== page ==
George Will on School Vouchers & Florida Supremes (Veiled Subscription Pitch)


The Wash Post columnist decries the recent Florida Supreme Court decision, which struck down the Sunshine State's Opportunity Scholarship Program, a plan that gave 733 kids at persistently failing schools some state money to attend private schools. Writes Will:

The court held that the OSP violates the stipulation, which voters put into the constitution in 1998, that the state shall provide a "uniform, efficient, safe, secure, and high quality system of free public schools that allows students to obtain a high quality education."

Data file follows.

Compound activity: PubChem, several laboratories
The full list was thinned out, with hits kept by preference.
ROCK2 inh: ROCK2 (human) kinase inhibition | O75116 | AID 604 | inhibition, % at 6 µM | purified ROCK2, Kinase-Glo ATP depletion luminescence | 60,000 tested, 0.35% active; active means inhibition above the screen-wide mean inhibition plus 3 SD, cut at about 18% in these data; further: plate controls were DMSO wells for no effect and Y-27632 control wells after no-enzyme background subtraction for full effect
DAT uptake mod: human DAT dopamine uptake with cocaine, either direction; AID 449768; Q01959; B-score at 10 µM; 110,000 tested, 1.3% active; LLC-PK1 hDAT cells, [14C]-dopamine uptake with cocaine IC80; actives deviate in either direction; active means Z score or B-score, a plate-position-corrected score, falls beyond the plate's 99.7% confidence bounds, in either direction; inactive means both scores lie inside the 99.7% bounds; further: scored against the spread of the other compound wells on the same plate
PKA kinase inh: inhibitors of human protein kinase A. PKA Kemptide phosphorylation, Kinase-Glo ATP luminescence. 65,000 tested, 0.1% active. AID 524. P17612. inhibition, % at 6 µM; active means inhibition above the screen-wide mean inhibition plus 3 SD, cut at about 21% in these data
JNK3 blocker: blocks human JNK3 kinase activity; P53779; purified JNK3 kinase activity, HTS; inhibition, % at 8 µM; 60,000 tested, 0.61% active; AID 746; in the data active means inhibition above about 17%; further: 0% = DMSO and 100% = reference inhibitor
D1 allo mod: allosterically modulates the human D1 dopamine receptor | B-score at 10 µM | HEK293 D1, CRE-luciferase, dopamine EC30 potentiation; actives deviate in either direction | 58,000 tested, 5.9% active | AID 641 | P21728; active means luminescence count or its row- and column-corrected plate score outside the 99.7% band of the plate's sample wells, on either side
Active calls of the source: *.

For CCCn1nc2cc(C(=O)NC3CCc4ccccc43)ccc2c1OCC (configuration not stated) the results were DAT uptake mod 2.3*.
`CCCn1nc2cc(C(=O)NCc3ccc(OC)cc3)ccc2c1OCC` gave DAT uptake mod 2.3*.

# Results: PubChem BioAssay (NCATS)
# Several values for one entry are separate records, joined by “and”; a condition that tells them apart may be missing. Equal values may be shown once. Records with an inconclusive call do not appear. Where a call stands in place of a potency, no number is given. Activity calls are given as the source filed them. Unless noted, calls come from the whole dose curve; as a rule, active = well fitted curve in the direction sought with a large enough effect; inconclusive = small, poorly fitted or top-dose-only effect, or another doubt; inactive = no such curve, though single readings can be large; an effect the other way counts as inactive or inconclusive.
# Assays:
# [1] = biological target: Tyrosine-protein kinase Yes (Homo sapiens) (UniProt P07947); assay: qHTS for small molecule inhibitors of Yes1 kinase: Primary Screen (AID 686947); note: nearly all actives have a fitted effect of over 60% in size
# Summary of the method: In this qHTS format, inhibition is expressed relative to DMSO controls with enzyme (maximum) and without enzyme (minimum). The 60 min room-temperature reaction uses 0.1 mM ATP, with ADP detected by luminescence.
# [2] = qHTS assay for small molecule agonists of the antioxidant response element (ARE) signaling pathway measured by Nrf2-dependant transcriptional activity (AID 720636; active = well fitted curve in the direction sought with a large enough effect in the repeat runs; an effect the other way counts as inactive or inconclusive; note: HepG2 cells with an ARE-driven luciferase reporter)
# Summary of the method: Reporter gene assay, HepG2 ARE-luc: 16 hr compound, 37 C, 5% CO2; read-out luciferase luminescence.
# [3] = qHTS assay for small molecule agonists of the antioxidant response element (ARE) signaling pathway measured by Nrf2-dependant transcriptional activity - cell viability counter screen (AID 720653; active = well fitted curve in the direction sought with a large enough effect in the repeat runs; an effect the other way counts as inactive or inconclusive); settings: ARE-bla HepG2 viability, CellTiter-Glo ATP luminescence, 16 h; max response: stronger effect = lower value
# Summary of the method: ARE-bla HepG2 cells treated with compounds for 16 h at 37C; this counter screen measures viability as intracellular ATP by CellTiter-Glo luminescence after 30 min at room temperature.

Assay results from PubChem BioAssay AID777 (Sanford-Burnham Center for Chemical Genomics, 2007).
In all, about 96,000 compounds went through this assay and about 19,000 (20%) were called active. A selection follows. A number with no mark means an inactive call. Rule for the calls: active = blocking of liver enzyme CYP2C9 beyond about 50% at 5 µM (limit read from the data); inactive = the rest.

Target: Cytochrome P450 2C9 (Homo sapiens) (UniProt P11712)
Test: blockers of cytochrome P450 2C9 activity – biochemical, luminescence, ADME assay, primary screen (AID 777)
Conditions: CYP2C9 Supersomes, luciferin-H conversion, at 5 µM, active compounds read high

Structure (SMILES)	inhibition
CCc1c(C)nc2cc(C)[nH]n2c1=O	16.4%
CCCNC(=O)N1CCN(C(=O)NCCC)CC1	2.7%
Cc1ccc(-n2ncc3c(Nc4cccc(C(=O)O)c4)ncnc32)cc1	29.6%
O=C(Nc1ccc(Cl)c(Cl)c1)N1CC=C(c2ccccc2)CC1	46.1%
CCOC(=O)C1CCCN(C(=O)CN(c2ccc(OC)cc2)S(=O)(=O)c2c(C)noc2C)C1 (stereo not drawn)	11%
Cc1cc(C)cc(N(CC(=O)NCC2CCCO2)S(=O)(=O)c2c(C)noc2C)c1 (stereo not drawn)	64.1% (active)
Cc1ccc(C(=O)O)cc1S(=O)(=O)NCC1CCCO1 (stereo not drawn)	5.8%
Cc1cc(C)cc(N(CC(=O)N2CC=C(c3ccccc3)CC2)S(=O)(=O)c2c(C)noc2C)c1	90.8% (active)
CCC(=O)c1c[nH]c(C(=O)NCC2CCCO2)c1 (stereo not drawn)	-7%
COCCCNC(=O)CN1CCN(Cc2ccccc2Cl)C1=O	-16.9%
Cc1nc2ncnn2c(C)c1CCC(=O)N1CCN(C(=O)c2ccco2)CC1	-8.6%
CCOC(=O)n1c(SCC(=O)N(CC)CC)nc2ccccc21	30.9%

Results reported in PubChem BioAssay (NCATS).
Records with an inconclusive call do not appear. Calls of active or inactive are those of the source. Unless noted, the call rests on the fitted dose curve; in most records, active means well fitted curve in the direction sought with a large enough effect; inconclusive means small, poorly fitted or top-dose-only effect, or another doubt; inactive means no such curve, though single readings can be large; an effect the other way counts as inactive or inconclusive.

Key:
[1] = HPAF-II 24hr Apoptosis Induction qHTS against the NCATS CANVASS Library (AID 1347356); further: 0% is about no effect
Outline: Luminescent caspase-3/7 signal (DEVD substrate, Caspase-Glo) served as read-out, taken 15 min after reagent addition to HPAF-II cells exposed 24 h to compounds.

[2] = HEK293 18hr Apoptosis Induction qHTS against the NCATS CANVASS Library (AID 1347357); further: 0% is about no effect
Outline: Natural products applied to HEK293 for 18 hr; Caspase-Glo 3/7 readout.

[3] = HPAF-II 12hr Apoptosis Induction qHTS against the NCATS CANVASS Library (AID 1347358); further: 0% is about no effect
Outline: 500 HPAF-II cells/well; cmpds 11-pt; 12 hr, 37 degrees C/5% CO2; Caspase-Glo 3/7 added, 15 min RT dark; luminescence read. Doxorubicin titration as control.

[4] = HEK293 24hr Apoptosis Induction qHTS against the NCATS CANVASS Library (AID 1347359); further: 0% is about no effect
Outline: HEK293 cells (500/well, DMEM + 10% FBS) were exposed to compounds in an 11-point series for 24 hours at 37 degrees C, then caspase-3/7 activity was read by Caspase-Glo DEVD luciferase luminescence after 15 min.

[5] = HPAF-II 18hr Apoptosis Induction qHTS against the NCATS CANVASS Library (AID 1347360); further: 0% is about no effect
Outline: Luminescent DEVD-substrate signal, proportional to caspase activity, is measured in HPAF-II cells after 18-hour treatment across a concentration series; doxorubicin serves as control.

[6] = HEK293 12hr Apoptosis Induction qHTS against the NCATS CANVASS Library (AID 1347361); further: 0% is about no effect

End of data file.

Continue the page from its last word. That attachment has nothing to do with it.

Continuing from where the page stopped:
The court wielded the first adjective as a scythe to cut down the OSP. It argued that the word "uniform" means that the state must utilize only public schools in providing "high quality education."…

The court's ruling was a crashing non sequitur: that the public duty to provide something (quality education) entails a prohibition against providing it in a particular way (utilizing successful private educational institutions). The court's ruling was neither constitutional law nor out of character, and it illustrates why the composition of courts has become such a contentious political issue.

Whole thing here.

In Reason's April issue--on newsstands now but not yet available online--our cover story plumbs "The Agony of American Education" and looks at how San Francisco is radically altering public schools through "per-student funding." Go here for a preview and go here to subscribe to the print edition of Reason. Just $20 gets you 11 issues of the magazine of "Free Minds and Free Markets" delivered right to your door.